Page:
Well, that thread got some wings. Currently at 100 replies and around the 100 reply mark I had this drop out of my fingers:
Religion’s input to morality is just a layer of tradition on top of a much older pattern of cooperative behaviors.
Religion was a way to explain the world with the limited knowledge available. Knowledge has increased – religion never produced valid information. Anything it got right it copied from other human constructs.
As a story, the christian bible is epic, but its a work of fiction. Dan Brown’s novels include real historical places and people but they too are works of fiction.
Where religion is shown to appear to have helped societies survive you can see on analysis that it was simply used as a tool to enforce cooperative behavior. It wasn’t that long ago that you could be killed for not belonging to the right religious group.
It can be argued that enforced cooperation of any kind would have worked in most of the same situations. It just happens that religion was the tool of choice till science came along to show it to be wrong.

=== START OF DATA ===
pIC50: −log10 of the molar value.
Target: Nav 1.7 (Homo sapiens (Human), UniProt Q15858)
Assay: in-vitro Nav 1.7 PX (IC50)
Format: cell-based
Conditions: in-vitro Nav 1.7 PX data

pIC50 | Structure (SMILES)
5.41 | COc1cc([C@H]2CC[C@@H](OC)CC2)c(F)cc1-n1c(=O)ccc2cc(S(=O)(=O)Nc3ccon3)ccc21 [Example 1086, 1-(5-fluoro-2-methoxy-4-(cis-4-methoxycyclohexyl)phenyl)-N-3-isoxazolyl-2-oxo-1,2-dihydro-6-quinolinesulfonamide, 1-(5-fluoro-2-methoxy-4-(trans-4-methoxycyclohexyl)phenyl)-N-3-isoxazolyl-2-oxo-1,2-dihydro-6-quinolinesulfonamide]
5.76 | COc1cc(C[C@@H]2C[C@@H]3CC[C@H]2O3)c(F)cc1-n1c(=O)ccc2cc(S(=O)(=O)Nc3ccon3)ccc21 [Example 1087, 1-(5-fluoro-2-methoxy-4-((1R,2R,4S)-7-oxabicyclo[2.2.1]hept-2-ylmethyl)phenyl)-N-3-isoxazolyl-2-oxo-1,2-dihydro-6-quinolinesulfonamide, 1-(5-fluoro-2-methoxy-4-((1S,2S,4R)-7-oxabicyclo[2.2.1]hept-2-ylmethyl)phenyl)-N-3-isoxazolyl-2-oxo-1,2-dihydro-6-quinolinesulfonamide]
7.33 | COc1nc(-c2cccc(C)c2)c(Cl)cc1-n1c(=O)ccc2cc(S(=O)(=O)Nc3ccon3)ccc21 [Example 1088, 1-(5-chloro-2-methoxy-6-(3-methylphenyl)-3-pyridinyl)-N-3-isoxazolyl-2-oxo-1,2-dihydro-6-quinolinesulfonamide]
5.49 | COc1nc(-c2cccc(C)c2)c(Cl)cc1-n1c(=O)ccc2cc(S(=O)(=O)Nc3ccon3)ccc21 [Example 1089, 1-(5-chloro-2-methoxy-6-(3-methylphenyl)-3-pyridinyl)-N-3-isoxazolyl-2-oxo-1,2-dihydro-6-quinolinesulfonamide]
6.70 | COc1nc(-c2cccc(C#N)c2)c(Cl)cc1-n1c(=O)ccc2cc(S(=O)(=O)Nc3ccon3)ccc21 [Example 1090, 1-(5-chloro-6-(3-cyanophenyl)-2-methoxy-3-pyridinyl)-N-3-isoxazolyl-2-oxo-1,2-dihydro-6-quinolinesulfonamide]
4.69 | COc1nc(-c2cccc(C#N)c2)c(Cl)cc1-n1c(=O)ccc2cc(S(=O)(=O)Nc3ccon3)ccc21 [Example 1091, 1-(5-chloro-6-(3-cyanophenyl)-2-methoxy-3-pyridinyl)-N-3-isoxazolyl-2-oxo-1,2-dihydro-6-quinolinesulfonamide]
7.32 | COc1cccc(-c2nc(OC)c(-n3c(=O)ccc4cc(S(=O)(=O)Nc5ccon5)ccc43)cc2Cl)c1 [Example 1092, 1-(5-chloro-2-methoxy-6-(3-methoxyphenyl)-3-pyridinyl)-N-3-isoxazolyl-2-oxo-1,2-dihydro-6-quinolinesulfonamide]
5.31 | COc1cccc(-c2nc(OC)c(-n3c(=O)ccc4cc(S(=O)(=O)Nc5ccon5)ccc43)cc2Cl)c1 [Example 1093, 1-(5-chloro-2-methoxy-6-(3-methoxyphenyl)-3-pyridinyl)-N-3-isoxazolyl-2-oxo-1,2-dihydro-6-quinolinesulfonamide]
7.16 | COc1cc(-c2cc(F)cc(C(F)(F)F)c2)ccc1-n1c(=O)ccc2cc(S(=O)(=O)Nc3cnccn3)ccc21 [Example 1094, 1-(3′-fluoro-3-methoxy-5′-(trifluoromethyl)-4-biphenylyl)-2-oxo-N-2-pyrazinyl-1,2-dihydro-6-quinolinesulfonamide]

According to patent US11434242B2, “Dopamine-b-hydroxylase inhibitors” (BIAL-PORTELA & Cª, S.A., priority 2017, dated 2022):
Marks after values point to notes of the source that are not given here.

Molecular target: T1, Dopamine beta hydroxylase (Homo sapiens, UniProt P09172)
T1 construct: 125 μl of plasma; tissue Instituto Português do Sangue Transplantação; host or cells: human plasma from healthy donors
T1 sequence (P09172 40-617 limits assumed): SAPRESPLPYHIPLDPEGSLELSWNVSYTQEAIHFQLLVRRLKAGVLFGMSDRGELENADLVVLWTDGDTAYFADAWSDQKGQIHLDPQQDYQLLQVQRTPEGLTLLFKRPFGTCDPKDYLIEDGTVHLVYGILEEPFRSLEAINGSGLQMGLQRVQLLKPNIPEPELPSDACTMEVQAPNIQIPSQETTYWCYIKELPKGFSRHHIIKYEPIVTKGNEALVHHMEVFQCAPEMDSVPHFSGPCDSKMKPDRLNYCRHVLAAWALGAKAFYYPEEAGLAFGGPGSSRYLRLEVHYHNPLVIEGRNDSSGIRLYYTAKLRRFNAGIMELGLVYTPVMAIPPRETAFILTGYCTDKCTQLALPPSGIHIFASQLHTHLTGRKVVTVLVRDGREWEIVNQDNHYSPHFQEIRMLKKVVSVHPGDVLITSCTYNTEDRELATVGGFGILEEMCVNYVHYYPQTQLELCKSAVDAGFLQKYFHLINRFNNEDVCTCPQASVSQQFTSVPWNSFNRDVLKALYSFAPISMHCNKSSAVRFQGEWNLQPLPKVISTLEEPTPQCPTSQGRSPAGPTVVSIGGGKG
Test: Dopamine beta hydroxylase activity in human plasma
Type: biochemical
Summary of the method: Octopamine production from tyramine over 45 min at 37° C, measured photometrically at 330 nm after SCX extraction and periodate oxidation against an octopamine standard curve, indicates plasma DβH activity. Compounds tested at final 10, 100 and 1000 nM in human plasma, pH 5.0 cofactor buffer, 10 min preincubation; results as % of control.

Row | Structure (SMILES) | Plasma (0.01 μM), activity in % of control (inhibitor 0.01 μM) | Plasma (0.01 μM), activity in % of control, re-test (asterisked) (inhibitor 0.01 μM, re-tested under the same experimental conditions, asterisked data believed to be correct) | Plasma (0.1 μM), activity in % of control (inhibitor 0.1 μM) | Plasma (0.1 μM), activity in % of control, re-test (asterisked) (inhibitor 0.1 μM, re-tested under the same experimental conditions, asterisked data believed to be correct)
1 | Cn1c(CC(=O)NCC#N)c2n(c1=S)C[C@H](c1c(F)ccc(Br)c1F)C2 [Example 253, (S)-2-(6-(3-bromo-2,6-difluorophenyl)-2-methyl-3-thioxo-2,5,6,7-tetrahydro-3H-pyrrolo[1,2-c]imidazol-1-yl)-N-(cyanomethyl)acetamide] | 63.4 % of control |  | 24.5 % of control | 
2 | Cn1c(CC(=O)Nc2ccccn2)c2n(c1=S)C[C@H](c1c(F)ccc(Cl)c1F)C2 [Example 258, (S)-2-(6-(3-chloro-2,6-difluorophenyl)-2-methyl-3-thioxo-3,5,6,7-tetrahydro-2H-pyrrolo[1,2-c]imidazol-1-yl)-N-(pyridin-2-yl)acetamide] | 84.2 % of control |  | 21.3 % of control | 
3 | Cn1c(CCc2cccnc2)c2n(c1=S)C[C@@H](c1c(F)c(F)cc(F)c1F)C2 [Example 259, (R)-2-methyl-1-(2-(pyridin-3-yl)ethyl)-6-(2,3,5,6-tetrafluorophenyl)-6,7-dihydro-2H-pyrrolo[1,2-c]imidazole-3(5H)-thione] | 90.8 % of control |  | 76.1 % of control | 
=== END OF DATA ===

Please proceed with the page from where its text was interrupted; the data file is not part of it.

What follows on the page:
History shows us that there were a string of revolutions throughout Europe etc. which threw off the burden of state run churches and kings/tyrants. The church (collective) lost power and continues to do so not because there is evil in the world but because the tool of choice is now information and communication. Religion does not have new information and does not communicate anything outside of its static information that is 2000+ years old. Religion can no longer control the people. New tools will be used.
Religion is dying because it is wrong and dangerous to those who used to use it as control. It won’t be long before the US figures out how much tax money is just given to churches… Italy already did. Religion is already useless, and absolutely because it has no new information, no credible evidence, no control. The crimes of the clergy are too great to forgive them and far outweigh the good done by the church in the general consciousness of society. The net effect is that the church is dangerous and wrong.
In two generations there will be few people still working who actively go to church here in the US. By 2030 this conversation we’ve had will seem silly. Between now and then all manner of believer will be praying to their god to come and set things right, but it won’t happen and you yourself know it won’t.
There is no god.